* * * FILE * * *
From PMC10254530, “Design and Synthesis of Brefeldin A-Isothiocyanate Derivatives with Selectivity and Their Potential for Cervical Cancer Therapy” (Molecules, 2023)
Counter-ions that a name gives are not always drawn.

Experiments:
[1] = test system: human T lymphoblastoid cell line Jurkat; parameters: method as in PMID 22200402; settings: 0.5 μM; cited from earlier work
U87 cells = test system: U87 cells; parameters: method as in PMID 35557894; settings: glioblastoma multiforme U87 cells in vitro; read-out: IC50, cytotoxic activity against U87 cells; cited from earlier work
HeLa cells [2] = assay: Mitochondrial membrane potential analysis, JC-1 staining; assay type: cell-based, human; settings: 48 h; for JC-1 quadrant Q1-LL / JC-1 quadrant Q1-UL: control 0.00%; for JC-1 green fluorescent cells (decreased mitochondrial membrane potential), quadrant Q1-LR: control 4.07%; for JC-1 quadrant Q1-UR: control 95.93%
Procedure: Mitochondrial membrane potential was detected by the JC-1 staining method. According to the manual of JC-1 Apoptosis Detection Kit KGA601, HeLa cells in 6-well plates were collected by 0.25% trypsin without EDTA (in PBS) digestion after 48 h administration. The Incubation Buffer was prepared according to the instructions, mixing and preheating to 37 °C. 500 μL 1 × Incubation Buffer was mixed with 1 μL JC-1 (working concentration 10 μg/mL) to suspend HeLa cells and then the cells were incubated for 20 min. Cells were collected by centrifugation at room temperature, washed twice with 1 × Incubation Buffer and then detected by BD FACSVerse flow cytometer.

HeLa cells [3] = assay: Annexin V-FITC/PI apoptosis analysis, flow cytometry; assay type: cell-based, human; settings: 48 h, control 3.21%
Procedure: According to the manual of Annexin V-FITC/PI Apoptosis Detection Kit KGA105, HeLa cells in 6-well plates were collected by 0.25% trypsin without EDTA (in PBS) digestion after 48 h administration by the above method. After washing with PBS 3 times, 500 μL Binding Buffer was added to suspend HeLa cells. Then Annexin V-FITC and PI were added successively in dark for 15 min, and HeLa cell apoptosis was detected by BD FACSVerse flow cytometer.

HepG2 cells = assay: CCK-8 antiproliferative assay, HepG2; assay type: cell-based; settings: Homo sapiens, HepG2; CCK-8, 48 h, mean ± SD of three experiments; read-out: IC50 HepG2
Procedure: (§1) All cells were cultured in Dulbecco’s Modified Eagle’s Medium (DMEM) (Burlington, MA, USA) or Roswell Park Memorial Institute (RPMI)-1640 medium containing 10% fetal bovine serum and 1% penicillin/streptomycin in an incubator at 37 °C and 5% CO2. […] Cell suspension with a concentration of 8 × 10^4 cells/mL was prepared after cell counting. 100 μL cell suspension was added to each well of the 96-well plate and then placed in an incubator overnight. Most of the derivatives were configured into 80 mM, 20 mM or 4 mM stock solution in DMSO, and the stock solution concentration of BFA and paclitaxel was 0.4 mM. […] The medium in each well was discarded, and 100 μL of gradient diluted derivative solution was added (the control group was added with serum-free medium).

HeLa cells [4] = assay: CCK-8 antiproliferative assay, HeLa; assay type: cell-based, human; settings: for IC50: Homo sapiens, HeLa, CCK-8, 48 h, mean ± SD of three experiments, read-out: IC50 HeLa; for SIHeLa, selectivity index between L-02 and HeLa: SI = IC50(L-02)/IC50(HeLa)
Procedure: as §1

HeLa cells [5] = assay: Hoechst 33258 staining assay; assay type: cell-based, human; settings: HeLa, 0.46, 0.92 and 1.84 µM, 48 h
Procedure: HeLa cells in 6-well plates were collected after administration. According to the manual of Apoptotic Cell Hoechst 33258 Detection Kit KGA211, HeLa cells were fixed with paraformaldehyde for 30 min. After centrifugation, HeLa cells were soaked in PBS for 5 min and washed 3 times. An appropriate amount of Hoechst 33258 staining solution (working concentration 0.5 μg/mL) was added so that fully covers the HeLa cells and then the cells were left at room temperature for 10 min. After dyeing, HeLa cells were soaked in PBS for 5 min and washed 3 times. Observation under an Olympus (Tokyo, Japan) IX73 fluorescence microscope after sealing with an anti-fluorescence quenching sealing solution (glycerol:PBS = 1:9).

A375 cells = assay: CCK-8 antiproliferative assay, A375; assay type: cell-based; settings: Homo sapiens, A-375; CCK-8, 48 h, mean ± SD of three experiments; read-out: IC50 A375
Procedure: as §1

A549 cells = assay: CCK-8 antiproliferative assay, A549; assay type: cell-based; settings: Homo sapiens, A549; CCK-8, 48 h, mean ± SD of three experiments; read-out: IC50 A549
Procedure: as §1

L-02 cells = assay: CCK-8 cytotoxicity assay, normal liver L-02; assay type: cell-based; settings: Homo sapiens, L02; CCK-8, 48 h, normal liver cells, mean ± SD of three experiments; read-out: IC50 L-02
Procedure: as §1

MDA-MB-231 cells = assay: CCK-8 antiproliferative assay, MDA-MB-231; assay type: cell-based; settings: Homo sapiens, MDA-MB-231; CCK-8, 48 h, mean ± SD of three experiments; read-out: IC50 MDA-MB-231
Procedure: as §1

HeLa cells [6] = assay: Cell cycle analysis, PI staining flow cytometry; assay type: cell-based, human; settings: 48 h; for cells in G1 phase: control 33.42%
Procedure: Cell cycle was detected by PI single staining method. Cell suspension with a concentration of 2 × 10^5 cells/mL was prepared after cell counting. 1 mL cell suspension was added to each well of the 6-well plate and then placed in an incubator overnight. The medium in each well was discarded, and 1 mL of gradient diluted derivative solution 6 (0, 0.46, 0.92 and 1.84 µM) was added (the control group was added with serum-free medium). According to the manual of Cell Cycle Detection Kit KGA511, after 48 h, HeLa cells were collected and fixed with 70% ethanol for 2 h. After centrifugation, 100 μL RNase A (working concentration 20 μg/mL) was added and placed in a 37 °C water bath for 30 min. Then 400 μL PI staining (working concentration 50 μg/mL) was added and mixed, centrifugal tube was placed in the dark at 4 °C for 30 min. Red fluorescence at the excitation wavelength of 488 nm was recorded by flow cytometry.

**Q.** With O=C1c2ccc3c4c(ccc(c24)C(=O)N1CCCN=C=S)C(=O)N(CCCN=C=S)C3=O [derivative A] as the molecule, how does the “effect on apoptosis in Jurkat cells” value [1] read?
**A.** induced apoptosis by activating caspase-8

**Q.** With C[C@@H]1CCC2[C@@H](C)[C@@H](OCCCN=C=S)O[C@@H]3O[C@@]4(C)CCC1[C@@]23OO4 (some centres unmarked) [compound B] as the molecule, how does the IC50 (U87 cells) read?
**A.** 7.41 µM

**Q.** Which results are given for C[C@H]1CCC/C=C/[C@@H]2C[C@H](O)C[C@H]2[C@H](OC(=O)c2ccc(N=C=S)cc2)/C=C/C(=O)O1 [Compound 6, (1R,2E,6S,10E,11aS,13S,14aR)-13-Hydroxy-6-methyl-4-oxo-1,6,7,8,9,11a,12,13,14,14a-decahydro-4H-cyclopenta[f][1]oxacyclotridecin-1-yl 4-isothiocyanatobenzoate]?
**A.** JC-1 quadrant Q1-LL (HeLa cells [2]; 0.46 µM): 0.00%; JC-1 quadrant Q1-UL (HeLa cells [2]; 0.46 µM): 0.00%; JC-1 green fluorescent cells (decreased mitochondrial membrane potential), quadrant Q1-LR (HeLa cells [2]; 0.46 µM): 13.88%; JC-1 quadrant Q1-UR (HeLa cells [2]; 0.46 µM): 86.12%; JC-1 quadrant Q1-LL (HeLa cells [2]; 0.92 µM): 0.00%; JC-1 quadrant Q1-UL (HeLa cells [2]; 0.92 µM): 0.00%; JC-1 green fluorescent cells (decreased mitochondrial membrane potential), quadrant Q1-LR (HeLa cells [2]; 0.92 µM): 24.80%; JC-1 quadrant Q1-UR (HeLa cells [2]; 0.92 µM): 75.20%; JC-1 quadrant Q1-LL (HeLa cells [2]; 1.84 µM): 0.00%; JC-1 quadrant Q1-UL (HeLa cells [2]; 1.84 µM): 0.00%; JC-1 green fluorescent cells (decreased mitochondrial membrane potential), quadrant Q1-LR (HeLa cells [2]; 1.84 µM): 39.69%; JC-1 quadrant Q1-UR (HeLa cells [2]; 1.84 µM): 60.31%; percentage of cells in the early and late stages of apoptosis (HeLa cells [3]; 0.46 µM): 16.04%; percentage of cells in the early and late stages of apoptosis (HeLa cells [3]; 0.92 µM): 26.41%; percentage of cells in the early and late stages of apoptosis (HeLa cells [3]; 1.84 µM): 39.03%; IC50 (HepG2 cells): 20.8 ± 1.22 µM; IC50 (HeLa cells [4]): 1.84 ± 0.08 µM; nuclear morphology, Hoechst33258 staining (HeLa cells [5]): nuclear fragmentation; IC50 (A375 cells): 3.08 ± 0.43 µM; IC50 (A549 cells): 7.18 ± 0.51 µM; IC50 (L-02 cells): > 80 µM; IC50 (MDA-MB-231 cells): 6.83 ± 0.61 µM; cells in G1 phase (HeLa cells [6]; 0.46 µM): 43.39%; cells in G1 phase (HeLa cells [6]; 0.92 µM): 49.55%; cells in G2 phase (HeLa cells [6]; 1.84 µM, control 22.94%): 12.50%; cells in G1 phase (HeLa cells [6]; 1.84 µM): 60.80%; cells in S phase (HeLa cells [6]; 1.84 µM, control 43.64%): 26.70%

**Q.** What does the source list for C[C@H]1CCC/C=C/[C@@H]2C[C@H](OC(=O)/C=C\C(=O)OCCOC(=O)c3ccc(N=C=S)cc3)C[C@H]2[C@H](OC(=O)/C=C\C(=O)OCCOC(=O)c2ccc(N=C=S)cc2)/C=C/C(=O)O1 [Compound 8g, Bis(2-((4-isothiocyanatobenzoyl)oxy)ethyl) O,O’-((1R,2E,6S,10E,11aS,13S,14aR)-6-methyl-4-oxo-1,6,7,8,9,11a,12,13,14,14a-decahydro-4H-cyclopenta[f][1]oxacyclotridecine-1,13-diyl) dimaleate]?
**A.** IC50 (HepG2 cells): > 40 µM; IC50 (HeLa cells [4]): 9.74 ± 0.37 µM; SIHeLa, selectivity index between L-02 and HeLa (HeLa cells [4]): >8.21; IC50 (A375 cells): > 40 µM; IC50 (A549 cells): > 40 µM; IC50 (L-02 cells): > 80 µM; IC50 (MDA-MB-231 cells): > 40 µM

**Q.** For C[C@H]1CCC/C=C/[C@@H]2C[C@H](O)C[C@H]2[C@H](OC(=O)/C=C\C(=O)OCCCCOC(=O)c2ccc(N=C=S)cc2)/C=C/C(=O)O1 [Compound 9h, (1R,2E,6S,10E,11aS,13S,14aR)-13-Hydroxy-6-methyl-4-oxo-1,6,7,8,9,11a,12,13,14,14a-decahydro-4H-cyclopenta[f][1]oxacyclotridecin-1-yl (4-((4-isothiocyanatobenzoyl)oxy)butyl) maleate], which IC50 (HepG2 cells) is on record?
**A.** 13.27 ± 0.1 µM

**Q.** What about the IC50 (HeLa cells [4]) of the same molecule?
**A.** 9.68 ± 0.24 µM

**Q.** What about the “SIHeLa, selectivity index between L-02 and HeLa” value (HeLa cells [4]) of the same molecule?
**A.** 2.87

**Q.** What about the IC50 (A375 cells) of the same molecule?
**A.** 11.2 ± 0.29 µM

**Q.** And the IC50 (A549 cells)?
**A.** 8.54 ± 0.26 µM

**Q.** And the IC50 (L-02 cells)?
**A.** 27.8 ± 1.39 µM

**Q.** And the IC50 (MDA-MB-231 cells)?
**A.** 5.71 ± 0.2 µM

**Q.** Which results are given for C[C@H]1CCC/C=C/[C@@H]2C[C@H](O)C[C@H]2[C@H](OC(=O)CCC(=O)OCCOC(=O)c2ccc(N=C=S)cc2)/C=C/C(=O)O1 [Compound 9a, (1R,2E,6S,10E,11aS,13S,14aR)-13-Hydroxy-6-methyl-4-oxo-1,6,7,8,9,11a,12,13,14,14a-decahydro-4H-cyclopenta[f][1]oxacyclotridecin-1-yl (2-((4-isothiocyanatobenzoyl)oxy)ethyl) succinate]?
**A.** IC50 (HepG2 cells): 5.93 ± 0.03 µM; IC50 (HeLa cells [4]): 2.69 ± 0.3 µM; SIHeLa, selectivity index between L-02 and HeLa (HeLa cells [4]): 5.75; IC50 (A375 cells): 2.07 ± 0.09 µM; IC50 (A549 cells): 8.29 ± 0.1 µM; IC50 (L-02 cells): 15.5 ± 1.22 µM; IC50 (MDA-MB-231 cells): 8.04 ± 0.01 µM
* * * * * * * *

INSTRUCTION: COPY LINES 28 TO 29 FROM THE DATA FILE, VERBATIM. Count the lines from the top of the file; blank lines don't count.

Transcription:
**Q.** With C[C@@H]1CCC2[C@@H](C)[C@@H](OCCCN=C=S)O[C@@H]3O[C@@]4(C)CCC1[C@@]23OO4 (some centres unmarked) [compound B] as the molecule, how does the IC50 (U87 cells) read?
**A.** 7.41 µM